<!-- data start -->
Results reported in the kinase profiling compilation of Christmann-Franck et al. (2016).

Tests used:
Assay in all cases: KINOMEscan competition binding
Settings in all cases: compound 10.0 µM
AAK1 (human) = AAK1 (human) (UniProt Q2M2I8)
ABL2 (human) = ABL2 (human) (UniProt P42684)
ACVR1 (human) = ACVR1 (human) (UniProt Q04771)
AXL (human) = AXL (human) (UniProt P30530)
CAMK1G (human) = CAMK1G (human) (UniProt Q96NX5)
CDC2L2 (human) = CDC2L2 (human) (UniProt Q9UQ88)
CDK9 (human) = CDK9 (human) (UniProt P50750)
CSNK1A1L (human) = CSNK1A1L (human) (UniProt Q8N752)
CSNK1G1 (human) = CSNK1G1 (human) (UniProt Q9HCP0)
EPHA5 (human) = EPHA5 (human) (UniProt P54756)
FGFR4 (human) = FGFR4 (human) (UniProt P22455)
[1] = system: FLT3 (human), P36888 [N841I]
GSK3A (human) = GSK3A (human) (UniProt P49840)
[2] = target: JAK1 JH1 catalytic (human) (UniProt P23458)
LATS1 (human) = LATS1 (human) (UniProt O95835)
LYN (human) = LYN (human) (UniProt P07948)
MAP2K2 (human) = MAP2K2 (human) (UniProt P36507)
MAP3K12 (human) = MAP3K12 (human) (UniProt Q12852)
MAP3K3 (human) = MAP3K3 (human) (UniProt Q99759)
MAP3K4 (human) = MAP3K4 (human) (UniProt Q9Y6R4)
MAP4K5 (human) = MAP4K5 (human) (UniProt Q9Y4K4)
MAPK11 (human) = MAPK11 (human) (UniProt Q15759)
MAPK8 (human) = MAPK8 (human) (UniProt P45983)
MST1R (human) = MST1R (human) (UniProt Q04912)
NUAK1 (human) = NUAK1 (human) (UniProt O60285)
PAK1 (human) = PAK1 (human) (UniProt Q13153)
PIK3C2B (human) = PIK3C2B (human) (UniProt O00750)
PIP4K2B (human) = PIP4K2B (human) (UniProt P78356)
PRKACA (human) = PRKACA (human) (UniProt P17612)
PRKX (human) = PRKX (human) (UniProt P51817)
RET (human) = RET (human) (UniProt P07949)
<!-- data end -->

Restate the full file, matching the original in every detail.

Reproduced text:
Results reported in the kinase profiling compilation of Christmann-Franck et al. (2016).

Tests used:
Assay in all cases: KINOMEscan competition binding
Settings in all cases: compound 10.0 µM
AAK1 (human) = AAK1 (human) (UniProt Q2M2I8)
ABL2 (human) = ABL2 (human) (UniProt P42684)
ACVR1 (human) = ACVR1 (human) (UniProt Q04771)
AXL (human) = AXL (human) (UniProt P30530)
CAMK1G (human) = CAMK1G (human) (UniProt Q96NX5)
CDC2L2 (human) = CDC2L2 (human) (UniProt Q9UQ88)
CDK9 (human) = CDK9 (human) (UniProt P50750)
CSNK1A1L (human) = CSNK1A1L (human) (UniProt Q8N752)
CSNK1G1 (human) = CSNK1G1 (human) (UniProt Q9HCP0)
EPHA5 (human) = EPHA5 (human) (UniProt P54756)
FGFR4 (human) = FGFR4 (human) (UniProt P22455)
[1] = system: FLT3 (human), P36888 [N841I]
GSK3A (human) = GSK3A (human) (UniProt P49840)
[2] = target: JAK1 JH1 catalytic (human) (UniProt P23458)
LATS1 (human) = LATS1 (human) (UniProt O95835)
LYN (human) = LYN (human) (UniProt P07948)
MAP2K2 (human) = MAP2K2 (human) (UniProt P36507)
MAP3K12 (human) = MAP3K12 (human) (UniProt Q12852)
MAP3K3 (human) = MAP3K3 (human) (UniProt Q99759)
MAP3K4 (human) = MAP3K4 (human) (UniProt Q9Y6R4)
MAP4K5 (human) = MAP4K5 (human) (UniProt Q9Y4K4)
MAPK11 (human) = MAPK11 (human) (UniProt Q15759)
MAPK8 (human) = MAPK8 (human) (UniProt P45983)
MST1R (human) = MST1R (human) (UniProt Q04912)
NUAK1 (human) = NUAK1 (human) (UniProt O60285)
PAK1 (human) = PAK1 (human) (UniProt Q13153)
PIK3C2B (human) = PIK3C2B (human) (UniProt O00750)
PIP4K2B (human) = PIP4K2B (human) (UniProt P78356)
PRKACA (human) = PRKACA (human) (UniProt P17612)
PRKX (human) = PRKX (human) (UniProt P51817)
RET (human) = RET (human) (UniProt P07949)